India, which jumped more than 50 spots in the ease of doing business ranking in just two years, has emerged as one of the top reformers, World Bank officials said Wednesday, but cautioned that entering the top 50 bracket is tough as the next set of reforms is difficult.
In the coming years, India could very well improve its ranking further given that the impact of some of the ongoing reforms has not been fully realised or captured yet, they said.
At the same time, they cautioned that entering the top 50 bracket – a goal set by Prime Minister Narendra Modi in 2014 – is a tough nut to crack, even though at this point of time, it no longer seems to be impossible for India.
“India is one of our top reformers, one of our top 10 performers. It was also on the top 10 list last year.. Two years in a row, which is sometimes very difficult to do,” Shanta Devarajan, the World Bank’s Senior Director for Development Economics and Acting Chief Economist.
“Being one of the top performers two years in a row is a rare event,” Devarajan said as he praised Prime Minister Modi for taking personal interest in undertaking reforms and initiating measures aimed at improving the ease of doing business in India.
Devarajan’s remarks came as the World Bank in its latest Doing Business 2019 report said that India has improved its ranking in ease of doing business from 131 two years ago and 100 last year to 77 this year.
Achieving a ranking of 77 from 131 in two years is a “considerable improvement” for India, said Rita Ramalho, Senior Manager of the World Bank’s Global Indicators Group.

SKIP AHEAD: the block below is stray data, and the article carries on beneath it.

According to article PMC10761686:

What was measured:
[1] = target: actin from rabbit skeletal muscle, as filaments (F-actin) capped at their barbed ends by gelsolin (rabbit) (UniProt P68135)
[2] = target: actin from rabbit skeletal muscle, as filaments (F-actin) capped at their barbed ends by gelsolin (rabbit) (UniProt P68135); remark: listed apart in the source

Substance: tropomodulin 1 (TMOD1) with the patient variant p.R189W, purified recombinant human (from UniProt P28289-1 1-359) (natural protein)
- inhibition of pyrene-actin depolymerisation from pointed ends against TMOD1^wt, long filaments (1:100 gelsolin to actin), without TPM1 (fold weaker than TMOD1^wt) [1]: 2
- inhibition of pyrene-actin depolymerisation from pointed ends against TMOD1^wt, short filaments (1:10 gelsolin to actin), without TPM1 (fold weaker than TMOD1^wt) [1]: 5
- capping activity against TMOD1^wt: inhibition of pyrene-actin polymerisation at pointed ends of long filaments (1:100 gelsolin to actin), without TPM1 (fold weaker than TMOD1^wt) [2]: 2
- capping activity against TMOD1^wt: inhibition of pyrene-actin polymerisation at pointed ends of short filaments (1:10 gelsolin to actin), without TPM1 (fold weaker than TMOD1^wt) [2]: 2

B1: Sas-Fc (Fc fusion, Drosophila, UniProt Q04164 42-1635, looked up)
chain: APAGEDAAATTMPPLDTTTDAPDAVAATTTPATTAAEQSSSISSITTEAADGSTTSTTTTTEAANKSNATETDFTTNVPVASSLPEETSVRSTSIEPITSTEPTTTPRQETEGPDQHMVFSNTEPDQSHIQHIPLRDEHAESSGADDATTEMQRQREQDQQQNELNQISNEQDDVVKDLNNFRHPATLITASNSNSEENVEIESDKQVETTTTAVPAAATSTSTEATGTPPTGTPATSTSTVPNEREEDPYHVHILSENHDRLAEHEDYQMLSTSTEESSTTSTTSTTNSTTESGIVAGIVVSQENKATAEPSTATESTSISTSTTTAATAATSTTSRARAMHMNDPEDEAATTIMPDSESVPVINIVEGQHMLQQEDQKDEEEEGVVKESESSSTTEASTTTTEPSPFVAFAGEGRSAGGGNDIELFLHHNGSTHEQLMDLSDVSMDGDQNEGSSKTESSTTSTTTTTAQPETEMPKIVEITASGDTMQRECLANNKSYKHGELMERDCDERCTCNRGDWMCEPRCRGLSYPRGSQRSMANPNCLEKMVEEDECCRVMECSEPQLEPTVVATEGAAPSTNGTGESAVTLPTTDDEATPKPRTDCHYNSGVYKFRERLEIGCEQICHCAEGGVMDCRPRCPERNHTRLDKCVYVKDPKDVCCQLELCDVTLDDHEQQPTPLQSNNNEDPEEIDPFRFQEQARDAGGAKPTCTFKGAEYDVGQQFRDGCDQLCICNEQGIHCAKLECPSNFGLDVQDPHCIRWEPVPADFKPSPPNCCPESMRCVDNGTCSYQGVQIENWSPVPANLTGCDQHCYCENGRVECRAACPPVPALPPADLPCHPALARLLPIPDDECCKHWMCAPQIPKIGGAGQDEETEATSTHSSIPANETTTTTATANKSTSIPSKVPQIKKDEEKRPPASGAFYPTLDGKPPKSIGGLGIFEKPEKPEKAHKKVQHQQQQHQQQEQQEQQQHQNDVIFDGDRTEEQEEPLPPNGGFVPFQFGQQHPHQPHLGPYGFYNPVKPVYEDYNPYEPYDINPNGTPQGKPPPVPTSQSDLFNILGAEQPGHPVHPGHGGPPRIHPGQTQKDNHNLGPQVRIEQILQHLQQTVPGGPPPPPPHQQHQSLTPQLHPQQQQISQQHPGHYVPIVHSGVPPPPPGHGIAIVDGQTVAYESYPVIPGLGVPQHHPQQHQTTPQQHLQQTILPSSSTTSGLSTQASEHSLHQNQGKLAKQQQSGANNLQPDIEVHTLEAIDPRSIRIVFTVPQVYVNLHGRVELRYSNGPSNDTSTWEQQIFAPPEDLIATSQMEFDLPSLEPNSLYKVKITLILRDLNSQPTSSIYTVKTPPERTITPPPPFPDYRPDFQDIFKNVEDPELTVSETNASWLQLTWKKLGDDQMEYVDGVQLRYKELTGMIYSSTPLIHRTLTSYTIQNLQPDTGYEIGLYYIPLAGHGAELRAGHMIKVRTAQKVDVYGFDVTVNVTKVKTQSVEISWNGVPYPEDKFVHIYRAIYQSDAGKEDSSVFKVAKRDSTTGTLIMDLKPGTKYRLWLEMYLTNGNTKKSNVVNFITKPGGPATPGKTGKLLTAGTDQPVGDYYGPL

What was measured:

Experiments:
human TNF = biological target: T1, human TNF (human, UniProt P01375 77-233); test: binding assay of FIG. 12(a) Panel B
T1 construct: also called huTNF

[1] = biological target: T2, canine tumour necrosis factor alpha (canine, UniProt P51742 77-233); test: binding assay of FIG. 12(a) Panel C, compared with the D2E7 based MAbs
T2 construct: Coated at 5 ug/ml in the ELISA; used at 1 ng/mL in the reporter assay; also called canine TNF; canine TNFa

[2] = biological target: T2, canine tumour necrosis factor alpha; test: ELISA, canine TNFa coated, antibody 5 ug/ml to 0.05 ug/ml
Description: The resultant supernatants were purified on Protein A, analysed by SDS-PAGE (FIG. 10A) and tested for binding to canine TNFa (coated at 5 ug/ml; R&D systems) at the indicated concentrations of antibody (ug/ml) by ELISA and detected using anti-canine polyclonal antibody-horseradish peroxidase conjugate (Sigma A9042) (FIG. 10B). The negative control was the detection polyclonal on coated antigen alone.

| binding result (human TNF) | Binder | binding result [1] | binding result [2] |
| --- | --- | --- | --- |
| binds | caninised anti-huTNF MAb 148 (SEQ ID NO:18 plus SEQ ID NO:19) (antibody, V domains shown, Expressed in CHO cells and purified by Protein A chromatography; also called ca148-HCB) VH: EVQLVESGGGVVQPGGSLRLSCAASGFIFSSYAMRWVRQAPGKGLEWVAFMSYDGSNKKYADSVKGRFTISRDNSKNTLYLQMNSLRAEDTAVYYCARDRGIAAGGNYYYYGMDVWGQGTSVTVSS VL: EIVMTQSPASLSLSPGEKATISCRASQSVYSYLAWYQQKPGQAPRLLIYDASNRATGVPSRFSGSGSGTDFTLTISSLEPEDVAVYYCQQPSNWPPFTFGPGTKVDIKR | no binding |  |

But entering the top 50 ranking is very difficult, she said.
“Actually, it is much harder, the closer you get to number one ranking. The better the rank, the harder it is to improve,” she said.
“But I was actually somewhat surprised of how the big the improvement this year it has been for India. So, you never know, India may be able to get it and get big enough improvement to reach the 50 ranking,” Ramalho said. Entering the top 50 ranking is a “reasonable” goal, Devarajan said, but noted that the next set of reforms is difficult and at times politically complicated.
As per the latest World Bank report, there are some areas where India is lagging far behind the global rankings, the officials pointed out.
For instance, India is placed at 137th when it comes to starting a business. India takes 1,445 days on an average to resolve a commercial dispute. In high income economies, it is 582 days.
“This is something that has not changed. Probably one of the more challenging reforms in India is to get the judiciary on board to improve that part,” Ramalho said.
India is also lagging behind when it comes to registration of properties where it is ranked 166 among 190 countries.
“So, I think those are probably the ones that are pulling India down (the ranking) and are probably harder to actually solve,” Ramalho said. The average time to transfer properties in Mumbai is 80 days while in advanced countries the average time period is 20 days.
Ramalho said such massive improvement in India’s ranking in few years means that for a domestic entrepreneur now it is easier, less cumbersome to do business.
Ramalho said the new ranking is reflective of the reform announced in the previous years, but was implemented last year like the Goods and Services Tax (GST).
“It’s a multi-year reform process that we’re seeing,” she added.
“Part of the GST is counted in the report, but we would expect that they’ll still be an improvement in their paying taxes indicator due to that. The full impact of the GST would only be felt next year,” she said.